Subscribe free to our newsletters via your
  Solar Energy News  




Subscribe free to our newsletters via your




















SOLAR DAILY
More solar power thanks to titanium
by Staff Writers
Washington DC (SPX) Aug 28, 2017


"The titanium dioxide interlayer was considered to act as a titanium cation source to dope hematite," they argued. Doping here means to increase the charge-carrier density in the photocatalyst by bringing in more positive centers and boost the electrical conductivity.

Earth-abundant, cheap metals are promising photocatalytic electrode materials in artificial photosynthesis. A team of Chinese scientists now reports that a thin layer of titania beneath hematite nanorods can boost the performance of the photoanode. As outlined in their report in the journal Angewandte Chemie, the nanostructured electrode benefits from two separate effects. This design combining nanostructure with chemical doping may be exemplary for improved "green" photocatalytic systems.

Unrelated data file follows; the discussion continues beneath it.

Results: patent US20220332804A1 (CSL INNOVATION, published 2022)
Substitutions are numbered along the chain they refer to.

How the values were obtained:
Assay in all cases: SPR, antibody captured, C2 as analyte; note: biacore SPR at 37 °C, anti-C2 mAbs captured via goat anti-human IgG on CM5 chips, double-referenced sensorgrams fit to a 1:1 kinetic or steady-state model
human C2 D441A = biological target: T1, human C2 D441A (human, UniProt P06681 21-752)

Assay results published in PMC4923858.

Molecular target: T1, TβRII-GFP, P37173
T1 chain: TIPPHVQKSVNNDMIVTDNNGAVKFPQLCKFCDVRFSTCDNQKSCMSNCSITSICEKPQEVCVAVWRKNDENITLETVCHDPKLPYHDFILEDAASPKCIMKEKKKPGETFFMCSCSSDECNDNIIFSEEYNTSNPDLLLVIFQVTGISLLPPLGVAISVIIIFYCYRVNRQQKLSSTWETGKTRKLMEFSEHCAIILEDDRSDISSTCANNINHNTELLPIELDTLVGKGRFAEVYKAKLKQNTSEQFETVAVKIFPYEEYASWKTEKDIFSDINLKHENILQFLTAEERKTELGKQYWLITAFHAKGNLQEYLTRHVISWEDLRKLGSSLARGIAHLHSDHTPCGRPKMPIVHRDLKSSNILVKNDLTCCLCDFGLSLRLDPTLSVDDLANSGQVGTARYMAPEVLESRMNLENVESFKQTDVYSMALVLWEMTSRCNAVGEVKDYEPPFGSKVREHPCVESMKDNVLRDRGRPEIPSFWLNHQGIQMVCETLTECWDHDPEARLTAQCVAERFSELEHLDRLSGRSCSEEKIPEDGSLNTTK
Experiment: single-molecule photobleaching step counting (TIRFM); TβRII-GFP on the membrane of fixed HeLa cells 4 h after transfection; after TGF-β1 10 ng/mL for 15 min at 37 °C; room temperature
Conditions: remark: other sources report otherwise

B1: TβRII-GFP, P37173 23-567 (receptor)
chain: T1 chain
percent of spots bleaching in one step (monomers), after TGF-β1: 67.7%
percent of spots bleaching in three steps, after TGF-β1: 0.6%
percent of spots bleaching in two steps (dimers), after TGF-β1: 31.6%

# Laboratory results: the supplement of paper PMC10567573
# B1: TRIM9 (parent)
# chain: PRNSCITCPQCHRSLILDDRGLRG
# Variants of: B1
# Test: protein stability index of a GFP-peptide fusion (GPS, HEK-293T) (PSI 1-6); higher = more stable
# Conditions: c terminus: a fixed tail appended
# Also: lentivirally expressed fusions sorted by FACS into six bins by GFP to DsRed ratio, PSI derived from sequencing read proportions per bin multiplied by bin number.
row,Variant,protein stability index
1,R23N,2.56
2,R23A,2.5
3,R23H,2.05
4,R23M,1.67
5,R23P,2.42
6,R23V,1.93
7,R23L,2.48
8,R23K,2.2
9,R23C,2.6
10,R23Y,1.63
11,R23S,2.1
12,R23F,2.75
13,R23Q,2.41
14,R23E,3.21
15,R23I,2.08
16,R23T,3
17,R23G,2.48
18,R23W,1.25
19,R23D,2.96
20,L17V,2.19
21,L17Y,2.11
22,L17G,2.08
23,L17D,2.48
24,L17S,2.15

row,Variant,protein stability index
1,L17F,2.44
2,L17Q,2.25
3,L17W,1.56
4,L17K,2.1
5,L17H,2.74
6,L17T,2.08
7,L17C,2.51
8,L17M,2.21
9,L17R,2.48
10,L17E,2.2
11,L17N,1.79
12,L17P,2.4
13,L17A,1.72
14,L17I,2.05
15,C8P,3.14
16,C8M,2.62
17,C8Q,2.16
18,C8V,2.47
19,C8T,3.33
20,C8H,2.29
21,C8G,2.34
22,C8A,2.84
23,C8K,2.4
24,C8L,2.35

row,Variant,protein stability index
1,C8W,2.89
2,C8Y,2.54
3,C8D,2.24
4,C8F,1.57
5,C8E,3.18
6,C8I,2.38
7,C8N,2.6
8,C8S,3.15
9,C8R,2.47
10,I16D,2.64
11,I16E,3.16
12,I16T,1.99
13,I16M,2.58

With the help of a catalyst, sunlight can drive the oxidation of water to oxygen and the release of electrons for current generation, a process also called artificial photosynthesis. Iron oxide in the form of hematite is a convenient and cheap catalyst candidate, but the electrons set free by the chemical reaction tend to be trapped again and get lost; the electricity flow is inefficient.

As a solution, Jinlong Gong from Tianjin University, China, introduced a nanometer-thin passivation layer of titania. Not only does this prevent charge recombination between the hematite electrode structure and the substrate, but it also provides the iron oxide with a considerable doping source to increase its charge-carrier density, a highly promising effect for photoelectric applications.

Hematite may be an abundant material (iron ore), but despite its photocatalytic advantages like photostability and good energetic preconditions, scientists still struggle with its sluggish kinetics and poor electrical conductivity. Nanostructured hematite may be one solution.